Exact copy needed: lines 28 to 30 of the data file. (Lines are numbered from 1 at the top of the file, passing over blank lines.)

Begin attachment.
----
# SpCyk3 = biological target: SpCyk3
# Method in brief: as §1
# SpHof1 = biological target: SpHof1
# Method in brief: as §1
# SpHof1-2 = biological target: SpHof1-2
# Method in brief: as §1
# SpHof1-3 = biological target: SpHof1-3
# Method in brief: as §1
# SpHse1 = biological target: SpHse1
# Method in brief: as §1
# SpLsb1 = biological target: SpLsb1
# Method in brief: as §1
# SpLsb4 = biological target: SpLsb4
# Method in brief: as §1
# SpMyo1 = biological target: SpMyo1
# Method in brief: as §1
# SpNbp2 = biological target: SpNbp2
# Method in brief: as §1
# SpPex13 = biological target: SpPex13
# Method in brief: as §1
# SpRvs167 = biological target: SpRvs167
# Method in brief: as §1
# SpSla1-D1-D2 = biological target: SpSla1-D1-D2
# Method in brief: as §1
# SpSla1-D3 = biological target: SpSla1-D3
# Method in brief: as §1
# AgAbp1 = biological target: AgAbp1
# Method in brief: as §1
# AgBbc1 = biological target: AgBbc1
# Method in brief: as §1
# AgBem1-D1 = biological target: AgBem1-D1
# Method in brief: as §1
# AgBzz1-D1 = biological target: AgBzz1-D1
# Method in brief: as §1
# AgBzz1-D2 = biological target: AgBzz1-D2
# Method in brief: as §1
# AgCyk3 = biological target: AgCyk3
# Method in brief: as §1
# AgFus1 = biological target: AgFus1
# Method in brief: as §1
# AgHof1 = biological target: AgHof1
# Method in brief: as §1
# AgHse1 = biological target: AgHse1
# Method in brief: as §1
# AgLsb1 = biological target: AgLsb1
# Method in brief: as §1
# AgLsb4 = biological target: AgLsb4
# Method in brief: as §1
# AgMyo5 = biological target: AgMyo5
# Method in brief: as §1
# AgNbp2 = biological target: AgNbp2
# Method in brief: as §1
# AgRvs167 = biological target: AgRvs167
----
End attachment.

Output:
# Method in brief: as §1
# AgBbc1 = biological target: AgBbc1
# Method in brief: as §1